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HPMD Bullets


Information Technology is often too complicated and large to be useful, especially for the smaller enterprise. The reality of the Web-world is that you must be fast and pragmatic. The following are a collection of insights -- proverbs if you will -- about the business of IT gleaned from technology and business authors, and thirty years in the industry.
  1. The 50% rule: 50% of what you need to know will be discovered during the system development and implementation. Build a prototype or paper model you can show users early.
  2. 80% solutions: Build systems that meet 80% of the needs. The remaining 20% can wait, and often prove unnecessary.
  3. Don't pave the cow path: Automating an old, broken process only creates a broken system. Reengineer the process first. (from Michael Hammer)
  4. Cut the steps in half: When reengineering a business process, look to cut out at least half of the original steps.
  5. One approver: A process needs only one approver or sign-off. Everyone else can check the reports.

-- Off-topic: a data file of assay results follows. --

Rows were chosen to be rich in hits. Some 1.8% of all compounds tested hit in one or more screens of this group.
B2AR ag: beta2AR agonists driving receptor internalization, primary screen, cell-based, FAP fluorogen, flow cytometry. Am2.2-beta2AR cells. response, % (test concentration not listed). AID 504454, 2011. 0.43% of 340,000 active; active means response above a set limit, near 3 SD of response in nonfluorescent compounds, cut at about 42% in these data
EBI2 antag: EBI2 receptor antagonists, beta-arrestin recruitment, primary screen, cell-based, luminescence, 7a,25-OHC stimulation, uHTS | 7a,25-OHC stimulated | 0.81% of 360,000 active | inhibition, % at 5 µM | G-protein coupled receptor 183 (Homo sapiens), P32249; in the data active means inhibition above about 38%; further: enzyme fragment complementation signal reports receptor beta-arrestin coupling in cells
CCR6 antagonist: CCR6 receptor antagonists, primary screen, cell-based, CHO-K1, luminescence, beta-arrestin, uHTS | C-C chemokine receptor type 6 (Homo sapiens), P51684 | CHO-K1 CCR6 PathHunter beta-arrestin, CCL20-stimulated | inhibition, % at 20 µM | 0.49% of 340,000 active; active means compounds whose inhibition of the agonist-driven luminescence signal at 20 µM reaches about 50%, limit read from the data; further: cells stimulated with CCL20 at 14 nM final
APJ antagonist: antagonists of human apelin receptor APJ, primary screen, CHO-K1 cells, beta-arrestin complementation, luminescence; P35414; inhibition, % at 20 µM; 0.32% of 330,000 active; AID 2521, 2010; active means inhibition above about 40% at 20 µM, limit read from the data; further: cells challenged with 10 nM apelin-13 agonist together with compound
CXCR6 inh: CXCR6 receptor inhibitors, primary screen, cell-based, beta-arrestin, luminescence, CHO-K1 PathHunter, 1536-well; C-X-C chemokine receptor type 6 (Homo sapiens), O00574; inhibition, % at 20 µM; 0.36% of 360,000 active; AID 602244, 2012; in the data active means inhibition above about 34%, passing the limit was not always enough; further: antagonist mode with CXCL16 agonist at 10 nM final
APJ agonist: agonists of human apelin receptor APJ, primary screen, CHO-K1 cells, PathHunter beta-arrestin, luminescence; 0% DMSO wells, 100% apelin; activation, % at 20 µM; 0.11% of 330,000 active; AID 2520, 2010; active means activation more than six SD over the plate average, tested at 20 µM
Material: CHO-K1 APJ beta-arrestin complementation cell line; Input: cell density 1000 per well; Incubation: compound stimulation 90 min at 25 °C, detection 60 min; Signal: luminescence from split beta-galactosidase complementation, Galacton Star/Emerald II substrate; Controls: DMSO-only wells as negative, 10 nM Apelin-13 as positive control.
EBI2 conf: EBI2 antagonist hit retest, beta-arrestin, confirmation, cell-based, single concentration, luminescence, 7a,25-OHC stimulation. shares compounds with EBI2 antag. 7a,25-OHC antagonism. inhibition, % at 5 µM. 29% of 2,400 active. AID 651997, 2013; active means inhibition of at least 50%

6. Do the minimum for the maximum value: Put something small in users hands quickly that delivers meaningful value for them. (from Extreme Programming).
  7. Chunk it down: Break a project into smaller phases that still deliver value and can be done in 60 days or less.
  8. Off the shelf: Don't program a system you can buy. The vendor usually has more resources than you do to develop, maintain and enhance systems. Many customers usually means packaged systems that represent a collection of best practices.
  9. Custom applications eat more resources the older they get: 80% of IT time is usually spent maintaining old code. Get rid of it. (from Barry Boehme)
  10. Fail fast, fail cheap: Based on the principle that implies that innovation comes from many, small experiments, most of which fail. Better to fail with small, fast projects. (from Tom Peters)
  11. System integration over system building: invest in the integration of off-the-shelf systems rather than creating custom systems.
  12. Don't change core code: When implementing an off-the-shelf system, do not touch the core code. The costs of upgrades will kill you.
  13. Change the process not the code: For off-the-shelf systems, with many customers, the systems usually represents the best practices. Change the business processes to fit the systems rather than the other way around.
  14. Small is beautiful: Related to chunking down and 80% solutions, small systems, or phases, have less risk, deliver value sooner, and provide the learning necessary to do the next phase better

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